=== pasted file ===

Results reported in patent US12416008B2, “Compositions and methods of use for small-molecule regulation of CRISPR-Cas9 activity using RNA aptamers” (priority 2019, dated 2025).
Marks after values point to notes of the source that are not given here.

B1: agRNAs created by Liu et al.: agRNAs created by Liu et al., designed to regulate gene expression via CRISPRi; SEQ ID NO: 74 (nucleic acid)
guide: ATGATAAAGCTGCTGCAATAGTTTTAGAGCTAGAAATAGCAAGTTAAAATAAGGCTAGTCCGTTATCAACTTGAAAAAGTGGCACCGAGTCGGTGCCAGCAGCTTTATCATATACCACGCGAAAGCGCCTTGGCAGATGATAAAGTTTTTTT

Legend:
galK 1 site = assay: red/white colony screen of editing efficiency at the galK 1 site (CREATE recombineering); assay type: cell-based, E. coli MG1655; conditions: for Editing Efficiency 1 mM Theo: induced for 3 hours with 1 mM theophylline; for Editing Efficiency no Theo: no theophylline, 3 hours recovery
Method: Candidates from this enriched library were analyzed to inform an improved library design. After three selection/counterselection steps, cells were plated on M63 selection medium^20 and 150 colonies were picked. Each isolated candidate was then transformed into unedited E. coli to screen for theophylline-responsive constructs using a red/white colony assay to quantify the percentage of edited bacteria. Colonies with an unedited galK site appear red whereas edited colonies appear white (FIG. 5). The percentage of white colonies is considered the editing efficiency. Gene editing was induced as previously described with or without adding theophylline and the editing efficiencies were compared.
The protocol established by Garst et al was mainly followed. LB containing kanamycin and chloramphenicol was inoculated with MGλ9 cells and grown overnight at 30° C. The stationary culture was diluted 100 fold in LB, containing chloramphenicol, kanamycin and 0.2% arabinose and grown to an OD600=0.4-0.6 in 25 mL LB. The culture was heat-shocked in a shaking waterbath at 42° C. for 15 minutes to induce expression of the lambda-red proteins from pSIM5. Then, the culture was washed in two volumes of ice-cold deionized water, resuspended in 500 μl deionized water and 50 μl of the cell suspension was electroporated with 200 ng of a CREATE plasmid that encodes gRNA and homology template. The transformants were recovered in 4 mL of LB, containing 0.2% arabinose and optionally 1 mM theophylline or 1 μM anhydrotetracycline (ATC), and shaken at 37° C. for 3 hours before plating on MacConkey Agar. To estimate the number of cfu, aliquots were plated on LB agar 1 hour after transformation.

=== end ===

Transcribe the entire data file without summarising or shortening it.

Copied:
Results reported in patent US12416008B2, “Compositions and methods of use for small-molecule regulation of CRISPR-Cas9 activity using RNA aptamers” (priority 2019, dated 2025).
Marks after values point to notes of the source that are not given here.

B1: agRNAs created by Liu et al.: agRNAs created by Liu et al., designed to regulate gene expression via CRISPRi; SEQ ID NO: 74 (nucleic acid)
guide: ATGATAAAGCTGCTGCAATAGTTTTAGAGCTAGAAATAGCAAGTTAAAATAAGGCTAGTCCGTTATCAACTTGAAAAAGTGGCACCGAGTCGGTGCCAGCAGCTTTATCATATACCACGCGAAAGCGCCTTGGCAGATGATAAAGTTTTTTT

Legend:
galK 1 site = assay: red/white colony screen of editing efficiency at the galK 1 site (CREATE recombineering); assay type: cell-based, E. coli MG1655; conditions: for Editing Efficiency 1 mM Theo: induced for 3 hours with 1 mM theophylline; for Editing Efficiency no Theo: no theophylline, 3 hours recovery
Method: Candidates from this enriched library were analyzed to inform an improved library design. After three selection/counterselection steps, cells were plated on M63 selection medium^20 and 150 colonies were picked. Each isolated candidate was then transformed into unedited E. coli to screen for theophylline-responsive constructs using a red/white colony assay to quantify the percentage of edited bacteria. Colonies with an unedited galK site appear red whereas edited colonies appear white (FIG. 5). The percentage of white colonies is considered the editing efficiency. Gene editing was induced as previously described with or without adding theophylline and the editing efficiencies were compared.
The protocol established by Garst et al was mainly followed. LB containing kanamycin and chloramphenicol was inoculated with MGλ9 cells and grown overnight at 30° C. The stationary culture was diluted 100 fold in LB, containing chloramphenicol, kanamycin and 0.2% arabinose and grown to an OD600=0.4-0.6 in 25 mL LB. The culture was heat-shocked in a shaking waterbath at 42° C. for 15 minutes to induce expression of the lambda-red proteins from pSIM5. Then, the culture was washed in two volumes of ice-cold deionized water, resuspended in 500 μl deionized water and 50 μl of the cell suspension was electroporated with 200 ng of a CREATE plasmid that encodes gRNA and homology template. The transformants were recovered in 4 mL of LB, containing 0.2% arabinose and optionally 1 mM theophylline or 1 μM anhydrotetracycline (ATC), and shaken at 37° C. for 3 hours before plating on MacConkey Agar. To estimate the number of cfu, aliquots were plated on LB agar 1 hour after transformation.